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The use of Medicare observation status in hospitals has increased dramatically over the past several years.[1] The most notable adverse consequence of Observation Status on beneficiaries is financial liability for any post-hospitalization care at a Skilled Nursing Facility.[2] However, many of the beneficiaries the Center assists also find themselves facing large hospital bills for drugs … Read more

Final rules published in August 2013 by the Centers for Medicare & Medicaid Services (CMS) created time-based rules for determining inpatient status in an acute-care hospital.[1]  Under the rules' two-midnight presumption, a physician should order an inpatient admission if the physician expects that the patient's stay in the acute care hospital will be at least … Read more

As our client, Ms. Bricout states in this video, Observation Status is simply "illogical."  But there is a sound, viable solution! Congressman Joe Courtney has a bill pending in Congress that would fix the observation status problem for good: the Improving Access to Medicare Coverage Act of 2015 (H.R. 1571 and S. 843).

>Hospitals' increasing use of observation status harms more Medicare beneficiaries daily as patients hospitalized for multiple days are denied coverage of subsequent care in a skilled nursing facility because their time in the hospital was labeled "outpatient," not "inpatient."[1]  Since the enactment of the Medicare program nearly 50 years ago, Medicare has limited payment for … Read more

The Center for Medicare Advocacy has heard that some Medicare beneficiaries believe that new federal rules authorize Medicare to pay for their nursing home care if they are inpatients in a hospital for two midnights.  This belief is NOT CORRECT.  New rules published by the Centers for Medicare & Medicaid Services (CMS) in August 2013, … Read more

On September 23, a federal judge in Connecticut dismissed a lawsuit filed by the Center for Medicare Advocacy and the National Senior Citizens Law Center on behalf of Medicare beneficiaries who have been placed on "observation status."[1]  When hospital patients are placed on observation status they are labeled "outpatients," even though they are often on … Read more

While Observation Status continues, recent weeks have seen a great increase in awareness of the problem.  In addition, support for legislation to end Observation Status has grown rapidly. What is Observation Status? Observation Status refers to the classification of hospital patients as "outpatients," even though, like inpatients, observation patients may stay for many days and … Read more

Effective October 1, 2013, new rules for inpatient hospital reimbursement under the Medicare program[1] make final two sets of proposed rules that the Centers for Medicare & Medicaid Services (CMS) published in the Spring 2013 – the definition of an inpatient hospital stay based on time[2] and a hospital rebilling option.[3]  Neither set resolves the … Read more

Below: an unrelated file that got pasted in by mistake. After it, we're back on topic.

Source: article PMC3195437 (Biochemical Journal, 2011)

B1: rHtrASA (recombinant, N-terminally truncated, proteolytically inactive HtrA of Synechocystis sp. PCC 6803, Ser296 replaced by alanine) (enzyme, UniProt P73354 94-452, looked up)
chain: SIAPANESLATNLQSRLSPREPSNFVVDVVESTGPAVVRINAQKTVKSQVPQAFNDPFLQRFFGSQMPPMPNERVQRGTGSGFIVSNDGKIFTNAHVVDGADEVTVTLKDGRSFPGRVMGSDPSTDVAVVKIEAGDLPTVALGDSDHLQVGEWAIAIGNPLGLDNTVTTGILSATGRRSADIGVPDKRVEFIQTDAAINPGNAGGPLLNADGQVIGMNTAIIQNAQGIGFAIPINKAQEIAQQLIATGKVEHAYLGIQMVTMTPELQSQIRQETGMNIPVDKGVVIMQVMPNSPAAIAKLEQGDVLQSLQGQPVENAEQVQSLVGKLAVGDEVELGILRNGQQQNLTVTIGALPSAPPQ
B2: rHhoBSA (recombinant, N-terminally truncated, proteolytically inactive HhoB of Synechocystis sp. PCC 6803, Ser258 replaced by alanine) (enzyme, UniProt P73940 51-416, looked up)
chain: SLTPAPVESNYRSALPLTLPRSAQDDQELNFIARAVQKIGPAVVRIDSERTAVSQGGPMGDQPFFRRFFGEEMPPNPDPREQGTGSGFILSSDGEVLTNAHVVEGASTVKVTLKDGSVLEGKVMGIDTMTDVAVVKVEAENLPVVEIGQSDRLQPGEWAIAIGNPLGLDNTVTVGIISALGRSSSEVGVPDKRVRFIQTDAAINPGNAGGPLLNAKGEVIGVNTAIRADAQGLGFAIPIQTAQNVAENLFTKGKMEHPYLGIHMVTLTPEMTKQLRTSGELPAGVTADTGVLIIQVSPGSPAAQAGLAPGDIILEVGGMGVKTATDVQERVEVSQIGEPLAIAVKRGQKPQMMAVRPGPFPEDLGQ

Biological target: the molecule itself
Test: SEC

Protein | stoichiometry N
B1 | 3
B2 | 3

Joining the discussion about hospitals' extended use of observation status, the Department of Health and Human Services' Office of Inspector General (OIG) has issued a memorandum report that describes the nationwide use of observation and outpatient stays in calendar year 2012.  OIG reports that more than 600,000 Medicare beneficiaries had hospital stays lasting at least … Read more

Although a large and increasing number of Senators and Representatives now support bipartisan legislation to solve the problem of Observation Status, many beneficiaries and their families continue to face this outpatient status as a barrier to Medicare coverage of care in a skilled nursing facility.  This Alert describes the continuing problem, Congressional legislation, a survey … Read more

As part of the annual update to inpatient hospital reimbursement under the Medicare program, the Centers for Medicare & Medicaid Services (CMS) is again considering observation status.  This time CMS is proposing "a time-based presumption of medical necessity for hospital inpatient services based on the beneficiary's length of stay."  78 Fed. Reg. 27486, 47644 (May … Read more

$30,000 – that’s Mrs. Kauffman’s nursing home bill for care she received following a three-day hospitalization. Although she was in the hospital for three full days, Mrs. Kauffman was never admitted as an inpatient. Instead, she was classified as an outpatient on "observation status."  Because Medicare coverage for nursing home care is only available after … Read more

The Center for Medicare & Medicaid Services (CMS) recently issued proposed rules and an interim CMS Ruling to allow  hospitals to bill Medicare Part B after a Part A claim is denied. 78 Fed. Reg. 16,632 (March 18, 2013).[1]  These actions address some financial concerns of hospitals about “observation status;” but they do not help … Read more

Increasingly, hospital patients throughout the country are learning they are considered outpatients, on "observation status," not inpatients, although they have stayed many days and nights and been treated IN a hospital. The Center has written extensively about this practice and is pursuing litigation to challenge it in federal court.  Among the harmful consequences of observation … Read more

On July 30, 2012, as part of proposed rulemaking on the outpatient prospective payment system, the Centers for Medicare & Medicaid Services (CMS) asked for public comment on potential policy options related to "observation status."[1] What is Observation Status? Observation status refers to the classification of a patient in an acute care hospital as an … Read more

August 9, 2012 Note to Alert readers: This Posted version contains additional information beyond that in the emailed version. As part of a notice of proposed rulemaking published in the Federal Register on July 30, 2012, the Centers for Medicare & Medicaid Services (CMS) is asking for public comments on potential policy changes related to … Read more